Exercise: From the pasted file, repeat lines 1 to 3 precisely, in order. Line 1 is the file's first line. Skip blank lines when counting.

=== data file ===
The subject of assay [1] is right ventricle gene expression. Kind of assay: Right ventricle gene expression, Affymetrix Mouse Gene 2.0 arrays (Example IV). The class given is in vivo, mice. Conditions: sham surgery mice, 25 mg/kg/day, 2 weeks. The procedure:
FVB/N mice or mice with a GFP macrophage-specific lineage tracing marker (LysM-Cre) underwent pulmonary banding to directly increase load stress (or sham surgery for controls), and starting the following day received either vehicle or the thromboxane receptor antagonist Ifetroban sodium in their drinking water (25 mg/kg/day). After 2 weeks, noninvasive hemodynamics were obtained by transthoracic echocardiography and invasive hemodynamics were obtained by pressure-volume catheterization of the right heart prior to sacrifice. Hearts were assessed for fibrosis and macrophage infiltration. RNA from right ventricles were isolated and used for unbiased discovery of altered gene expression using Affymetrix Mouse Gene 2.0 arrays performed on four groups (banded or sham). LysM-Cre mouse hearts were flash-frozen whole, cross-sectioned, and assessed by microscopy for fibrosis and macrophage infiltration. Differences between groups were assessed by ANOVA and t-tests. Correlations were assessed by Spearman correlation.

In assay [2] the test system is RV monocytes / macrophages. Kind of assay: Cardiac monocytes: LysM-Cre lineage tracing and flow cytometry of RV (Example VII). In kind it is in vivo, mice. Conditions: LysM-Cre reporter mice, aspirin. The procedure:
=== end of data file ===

The subject of assay [1] is right ventricle gene expression. Kind of assay: Right ventricle gene expression, Affymetrix Mouse Gene 2.0 arrays (Example IV). The class given is in vivo, mice. Conditions: sham surgery mice, 25 mg/kg/day, 2 weeks. The procedure:
FVB/N mice or mice with a GFP macrophage-specific lineage tracing marker (LysM-Cre) underwent pulmonary banding to directly increase load stress (or sham surgery for controls), and starting the following day received either vehicle or the thromboxane receptor antagonist Ifetroban sodium in their drinking water (25 mg/kg/day). After 2 weeks, noninvasive hemodynamics were obtained by transthoracic echocardiography and invasive hemodynamics were obtained by pressure-volume catheterization of the right heart prior to sacrifice. Hearts were assessed for fibrosis and macrophage infiltration. RNA from right ventricles were isolated and used for unbiased discovery of altered gene expression using Affymetrix Mouse Gene 2.0 arrays performed on four groups (banded or sham). LysM-Cre mouse hearts were flash-frozen whole, cross-sectioned, and assessed by microscopy for fibrosis and macrophage infiltration. Differences between groups were assessed by ANOVA and t-tests. Correlations were assessed by Spearman correlation.

In assay [2] the test system is RV monocytes / macrophages. Kind of assay: Cardiac monocytes: LysM-Cre lineage tracing and flow cytometry of RV (Example VII). In kind it is in vivo, mice. Conditions: LysM-Cre reporter mice, aspirin. The procedure: